One of the key findings from the survey results, test scores, and success stories is that the majority of school administrators value library policies and practices, as well as the leadership roles that school librarians play in their schools. In the words of a district director of planning and development, “Our librarians are leaders in our district. … It is so wonderful to see (them) share their passion for reading and learning not only with our students, but with our teachers! No longer are the libraries in our district a place where our students go to quietly pull a dusty encyclopedia off of the shelf. .. (they) serve as the hub of the school. … are exciting places, and our students are benefiting from it.”
The findings from this study provide evidence that South Carolina’s school librarians and school library programs make a difference in student achievement. Further, these findings are consistent with previous studies revealing associations between the academic performance of students and a variety of school library characteristics.
We’ve heard that coloring pages can be a good way to alleviate stress. And of course, we know that poetry is also a fine way to reduce stress. So what could be better than putting the two together? This year, we’re introducing a series of fun Coloring Page Poems that you can print, color, and doodle your way to relaxation and stress relief. Today, we offer “The Snow Man” byWallace Stevens.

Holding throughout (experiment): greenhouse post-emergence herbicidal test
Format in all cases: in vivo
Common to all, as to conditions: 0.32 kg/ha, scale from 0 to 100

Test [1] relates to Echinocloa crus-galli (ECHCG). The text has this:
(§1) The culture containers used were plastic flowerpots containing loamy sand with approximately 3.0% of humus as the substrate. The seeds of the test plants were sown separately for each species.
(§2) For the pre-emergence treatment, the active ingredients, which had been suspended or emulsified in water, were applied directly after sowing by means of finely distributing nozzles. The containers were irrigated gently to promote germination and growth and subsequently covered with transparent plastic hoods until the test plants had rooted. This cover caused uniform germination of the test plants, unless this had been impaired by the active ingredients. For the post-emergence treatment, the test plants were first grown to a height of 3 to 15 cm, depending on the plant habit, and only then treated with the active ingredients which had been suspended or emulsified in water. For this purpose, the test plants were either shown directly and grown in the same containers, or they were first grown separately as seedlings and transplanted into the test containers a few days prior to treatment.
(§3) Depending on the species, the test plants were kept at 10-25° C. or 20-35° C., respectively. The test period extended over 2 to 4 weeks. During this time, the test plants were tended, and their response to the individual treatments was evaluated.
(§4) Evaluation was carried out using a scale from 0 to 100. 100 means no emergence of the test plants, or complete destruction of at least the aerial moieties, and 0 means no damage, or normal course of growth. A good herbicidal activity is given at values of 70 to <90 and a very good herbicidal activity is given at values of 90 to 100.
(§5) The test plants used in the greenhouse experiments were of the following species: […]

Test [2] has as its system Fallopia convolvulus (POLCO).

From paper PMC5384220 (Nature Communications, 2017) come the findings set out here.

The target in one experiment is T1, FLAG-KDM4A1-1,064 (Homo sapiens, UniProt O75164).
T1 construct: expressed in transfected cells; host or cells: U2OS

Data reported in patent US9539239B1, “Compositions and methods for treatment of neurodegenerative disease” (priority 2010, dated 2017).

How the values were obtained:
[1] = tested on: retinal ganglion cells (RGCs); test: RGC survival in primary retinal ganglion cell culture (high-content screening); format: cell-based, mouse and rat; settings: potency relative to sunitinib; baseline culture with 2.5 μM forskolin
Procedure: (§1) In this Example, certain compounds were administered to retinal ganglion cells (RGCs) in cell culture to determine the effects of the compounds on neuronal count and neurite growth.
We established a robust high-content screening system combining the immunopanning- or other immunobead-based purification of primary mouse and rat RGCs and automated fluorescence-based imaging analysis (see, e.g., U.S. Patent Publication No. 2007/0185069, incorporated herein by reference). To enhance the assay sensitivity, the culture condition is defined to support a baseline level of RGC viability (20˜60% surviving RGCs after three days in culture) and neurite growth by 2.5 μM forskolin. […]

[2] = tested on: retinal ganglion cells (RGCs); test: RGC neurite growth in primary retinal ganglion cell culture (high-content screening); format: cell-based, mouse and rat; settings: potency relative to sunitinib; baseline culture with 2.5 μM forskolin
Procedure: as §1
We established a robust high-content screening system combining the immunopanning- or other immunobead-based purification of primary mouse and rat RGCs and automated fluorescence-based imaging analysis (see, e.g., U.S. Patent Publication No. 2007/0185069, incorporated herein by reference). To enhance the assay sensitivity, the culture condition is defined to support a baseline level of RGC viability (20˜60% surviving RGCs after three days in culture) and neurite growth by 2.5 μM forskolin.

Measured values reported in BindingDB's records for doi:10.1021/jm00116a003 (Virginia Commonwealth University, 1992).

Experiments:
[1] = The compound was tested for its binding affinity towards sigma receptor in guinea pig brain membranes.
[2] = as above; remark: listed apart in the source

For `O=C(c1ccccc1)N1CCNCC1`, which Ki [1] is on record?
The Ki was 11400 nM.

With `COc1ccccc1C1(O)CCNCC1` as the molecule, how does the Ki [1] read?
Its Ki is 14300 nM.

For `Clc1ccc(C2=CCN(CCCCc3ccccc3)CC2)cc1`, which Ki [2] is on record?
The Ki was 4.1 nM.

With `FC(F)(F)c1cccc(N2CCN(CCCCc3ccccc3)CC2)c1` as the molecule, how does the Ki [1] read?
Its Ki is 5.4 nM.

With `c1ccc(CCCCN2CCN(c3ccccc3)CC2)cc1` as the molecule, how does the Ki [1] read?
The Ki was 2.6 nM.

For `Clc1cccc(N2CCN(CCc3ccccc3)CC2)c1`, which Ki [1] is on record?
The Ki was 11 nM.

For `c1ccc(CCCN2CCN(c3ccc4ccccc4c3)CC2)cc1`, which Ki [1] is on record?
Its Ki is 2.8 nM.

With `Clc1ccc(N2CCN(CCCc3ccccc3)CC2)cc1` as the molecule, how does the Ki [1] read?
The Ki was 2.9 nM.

The Snow Man
One must have a mind of winter
To regard the frost and the boughs
Of the pine-trees crusted with snow;
And have been cold a long time
To behold the junipers shagged with ice,
The spruces rough in the distant glitter
Of the January sun; and not to think
Of any misery in the sound of the wind,
In the sound of a few leaves,
Which is the sound of the land
Full of the same wind
That is blowing in the same bare place
For the listener, who listens in the snow,
And, nothing himself, beholds
Nothing that is not there and the nothing that is.
—Wallace Stevens, public domain